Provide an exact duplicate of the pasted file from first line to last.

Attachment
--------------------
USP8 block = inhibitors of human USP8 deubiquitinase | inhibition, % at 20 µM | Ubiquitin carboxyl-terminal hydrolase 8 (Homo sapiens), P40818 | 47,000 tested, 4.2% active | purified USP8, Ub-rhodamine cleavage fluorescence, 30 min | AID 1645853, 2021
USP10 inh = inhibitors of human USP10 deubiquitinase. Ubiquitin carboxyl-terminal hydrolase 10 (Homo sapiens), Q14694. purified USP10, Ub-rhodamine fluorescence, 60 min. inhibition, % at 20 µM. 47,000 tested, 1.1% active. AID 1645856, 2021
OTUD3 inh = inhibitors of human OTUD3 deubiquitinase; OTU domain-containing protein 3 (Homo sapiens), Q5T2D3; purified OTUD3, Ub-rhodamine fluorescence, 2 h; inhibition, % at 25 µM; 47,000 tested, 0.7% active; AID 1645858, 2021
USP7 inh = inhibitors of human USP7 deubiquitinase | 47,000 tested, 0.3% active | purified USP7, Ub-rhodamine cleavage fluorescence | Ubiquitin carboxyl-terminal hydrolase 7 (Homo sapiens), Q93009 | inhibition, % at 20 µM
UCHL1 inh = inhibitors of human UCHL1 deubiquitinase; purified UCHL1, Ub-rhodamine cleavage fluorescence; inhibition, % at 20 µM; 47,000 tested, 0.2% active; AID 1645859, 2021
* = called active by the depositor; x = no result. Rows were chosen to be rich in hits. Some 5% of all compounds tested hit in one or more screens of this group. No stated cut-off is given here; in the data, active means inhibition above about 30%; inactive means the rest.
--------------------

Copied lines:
USP8 block = inhibitors of human USP8 deubiquitinase | inhibition, % at 20 µM | Ubiquitin carboxyl-terminal hydrolase 8 (Homo sapiens), P40818 | 47,000 tested, 4.2% active | purified USP8, Ub-rhodamine cleavage fluorescence, 30 min | AID 1645853, 2021
USP10 inh = inhibitors of human USP10 deubiquitinase. Ubiquitin carboxyl-terminal hydrolase 10 (Homo sapiens), Q14694. purified USP10, Ub-rhodamine fluorescence, 60 min. inhibition, % at 20 µM. 47,000 tested, 1.1% active. AID 1645856, 2021
OTUD3 inh = inhibitors of human OTUD3 deubiquitinase; OTU domain-containing protein 3 (Homo sapiens), Q5T2D3; purified OTUD3, Ub-rhodamine fluorescence, 2 h; inhibition, % at 25 µM; 47,000 tested, 0.7% active; AID 1645858, 2021
USP7 inh = inhibitors of human USP7 deubiquitinase | 47,000 tested, 0.3% active | purified USP7, Ub-rhodamine cleavage fluorescence | Ubiquitin carboxyl-terminal hydrolase 7 (Homo sapiens), Q93009 | inhibition, % at 20 µM
UCHL1 inh = inhibitors of human UCHL1 deubiquitinase; purified UCHL1, Ub-rhodamine cleavage fluorescence; inhibition, % at 20 µM; 47,000 tested, 0.2% active; AID 1645859, 2021
* = called active by the depositor; x = no result. Rows were chosen to be rich in hits. Some 5% of all compounds tested hit in one or more screens of this group. No stated cut-off is given here; in the data, active means inhibition above about 30%; inactive means the rest.